Archive for the ‘IDS 299_H’ Category

Here is my thoughts on the Scholarly Biography Assignment:
My getting to interview Jennifer, as well as getting to work with her briefly, was a great experience.  When I first met her, I was not sure if she was a pencil pusher that just happened to be the Sustainability Coordinator at Lane Community College, or if she had a genuine interest in helping the environment.  I soon learned that she had a unique past and career path.  From once taking a good, probably high paying job, to her decision to give up that career due to her ethical views shows her love of the environment and world around her.  From her chemistry degree, to her love of the sciences, to her passion to make a difference in the community and world, it is clear that we have a lot more in common that I had first thought.
This experience has taught me that careers can have their twists and turns, and while you might head down one path when you begin your career, you might stop, turn around, and head right back to where you started, finally taking another path that you didn’t the first time around.  I think that my group could also learn from this biography.  They could learn that career paths are not always a straight road.  They can have many curves and dead ends before one reaches the home stretch.  However, with hard work and sacrifice you can make it to that final downhill straightaway, and coast to the finish line.
Interviewing Jennifer for this biography and learning about how she reached her position has taught me a lot.  Doing so has taught me a lot about what it takes to be a scholar and what it is like to be in a community of scholars.  It has been a privilege to work with and get to know a little about Jennifer and I am thankful for the experience.

I think that my views of how to correctly shape an argument have definitely changed and will probably continue to change throughout the rest of this term.  This class and the readings in the book  have taught me quite a lot on this topic.   I think that my arguments were a lot weaker before taking part in this class.  My arguments used to be more one sided, and I never used to bring attention to the other view points on the topic that I was arguing about.  I now know how to use other people’s views in a positive way that can give more credibility to my argument.  I believe that my ability to deliver a strong, well defined argument, is increasing  with every week in this class.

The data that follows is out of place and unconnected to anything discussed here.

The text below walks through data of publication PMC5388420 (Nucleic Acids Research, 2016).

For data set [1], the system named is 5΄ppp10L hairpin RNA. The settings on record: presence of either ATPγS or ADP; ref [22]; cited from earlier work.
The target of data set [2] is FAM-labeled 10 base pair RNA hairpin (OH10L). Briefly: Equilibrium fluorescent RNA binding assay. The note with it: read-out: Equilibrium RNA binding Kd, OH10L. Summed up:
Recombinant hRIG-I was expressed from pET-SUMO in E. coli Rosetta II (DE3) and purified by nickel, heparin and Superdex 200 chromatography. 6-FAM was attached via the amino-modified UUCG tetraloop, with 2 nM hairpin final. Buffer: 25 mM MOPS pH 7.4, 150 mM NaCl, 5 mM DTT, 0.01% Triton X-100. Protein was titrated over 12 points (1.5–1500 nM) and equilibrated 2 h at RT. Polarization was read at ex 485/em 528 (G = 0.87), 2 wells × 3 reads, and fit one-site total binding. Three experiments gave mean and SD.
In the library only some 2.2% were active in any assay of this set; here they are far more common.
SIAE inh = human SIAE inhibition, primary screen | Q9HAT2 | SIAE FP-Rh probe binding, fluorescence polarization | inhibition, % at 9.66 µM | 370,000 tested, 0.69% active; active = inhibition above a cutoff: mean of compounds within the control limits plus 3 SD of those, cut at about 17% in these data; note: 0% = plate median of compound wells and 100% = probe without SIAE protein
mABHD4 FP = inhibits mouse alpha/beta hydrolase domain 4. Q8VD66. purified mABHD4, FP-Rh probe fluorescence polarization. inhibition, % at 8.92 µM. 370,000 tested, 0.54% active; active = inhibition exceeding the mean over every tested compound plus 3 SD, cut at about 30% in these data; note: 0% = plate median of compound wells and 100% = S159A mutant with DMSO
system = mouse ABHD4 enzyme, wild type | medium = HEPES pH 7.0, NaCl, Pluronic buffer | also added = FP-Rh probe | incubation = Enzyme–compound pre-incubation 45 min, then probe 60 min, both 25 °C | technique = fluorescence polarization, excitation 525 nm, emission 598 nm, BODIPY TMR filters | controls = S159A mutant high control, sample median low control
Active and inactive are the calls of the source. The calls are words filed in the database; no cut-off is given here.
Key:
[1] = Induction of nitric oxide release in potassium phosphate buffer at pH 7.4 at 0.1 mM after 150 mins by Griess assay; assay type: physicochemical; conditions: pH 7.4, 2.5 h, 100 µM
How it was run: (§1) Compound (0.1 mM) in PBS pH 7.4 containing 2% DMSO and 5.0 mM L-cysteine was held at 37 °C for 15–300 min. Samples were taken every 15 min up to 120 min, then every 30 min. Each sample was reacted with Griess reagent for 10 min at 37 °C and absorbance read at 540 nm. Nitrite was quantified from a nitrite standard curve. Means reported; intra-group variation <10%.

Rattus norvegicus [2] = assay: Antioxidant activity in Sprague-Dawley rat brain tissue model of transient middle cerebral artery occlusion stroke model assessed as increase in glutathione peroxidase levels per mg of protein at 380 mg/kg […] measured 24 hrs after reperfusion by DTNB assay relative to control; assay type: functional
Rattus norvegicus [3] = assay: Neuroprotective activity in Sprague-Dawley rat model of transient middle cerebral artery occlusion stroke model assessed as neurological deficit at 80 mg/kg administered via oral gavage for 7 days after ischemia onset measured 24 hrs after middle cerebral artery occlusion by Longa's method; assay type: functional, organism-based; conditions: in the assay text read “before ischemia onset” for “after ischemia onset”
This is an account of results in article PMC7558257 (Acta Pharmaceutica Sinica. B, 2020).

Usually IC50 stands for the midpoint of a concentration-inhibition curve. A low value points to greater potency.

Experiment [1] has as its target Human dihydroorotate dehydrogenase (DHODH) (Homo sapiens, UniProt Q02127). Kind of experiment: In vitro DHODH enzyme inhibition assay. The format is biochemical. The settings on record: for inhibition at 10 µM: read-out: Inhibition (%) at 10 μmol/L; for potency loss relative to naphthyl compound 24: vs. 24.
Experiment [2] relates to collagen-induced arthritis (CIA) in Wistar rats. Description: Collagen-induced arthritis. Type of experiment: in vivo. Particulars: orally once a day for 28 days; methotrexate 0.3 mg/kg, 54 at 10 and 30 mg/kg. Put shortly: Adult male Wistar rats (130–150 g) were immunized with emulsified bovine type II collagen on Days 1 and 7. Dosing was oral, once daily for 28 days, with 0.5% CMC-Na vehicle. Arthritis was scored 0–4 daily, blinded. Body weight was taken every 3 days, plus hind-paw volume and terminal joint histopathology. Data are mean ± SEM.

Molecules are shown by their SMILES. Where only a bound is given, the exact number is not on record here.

So Friday I came home from school to some very good news.  Out of nearly 600 eligible people I was one of 80 chosen to interview for 45 Ford Re-start scholarships.  To say the least, this made my week.  All of my hard work,over the last year here at Lane Community College, has payed off.   Well, not exactly payed off as of yet, but it has at least gotten me the interview that I was pursuing.  Now I am excited, as well as nervous, because here in about two weeks I have one of the most important interviews of my life.  It is time to meet with the scholarship advisors, to find out what to expect at the interview and what I need to prepare for.

I really, really, really hope that I get this scholarship!!!!


Myself, at least before I had taken last terms class and this one, I was under the impression that a community of scholars was experts such as professors and scientists that specialized a certain field of study.  Now I beginning to understand that a community of scholars is not necessarily experts in a certain field of study, but a group of people who may have taken a certain interest in a subject  and have devoted time and energy to perform quality research into that subject, possibly contributing something to others understanding and knowledge of it.

I now realize that I too can be part of a community of scholars and am doing so by taking these honors courses.  My community of scholars, for the time being, is Lane’s honors students.  But, as we indulge in some of the projects that are part of the curriculum, and present some of our research and findings, we will all become a part of a larger community of scholars.

Viewing the documentary, Veins in the Gulf, has opened my eyes to some of the problems that the people of the Louisiana Gulf coast are dealing with, and it has also showed me that although our class might have not a endless list of degrees under their belts, nor titles following their names, we can possibly make a difference by contributing to the research of whatever topic we decide to pick.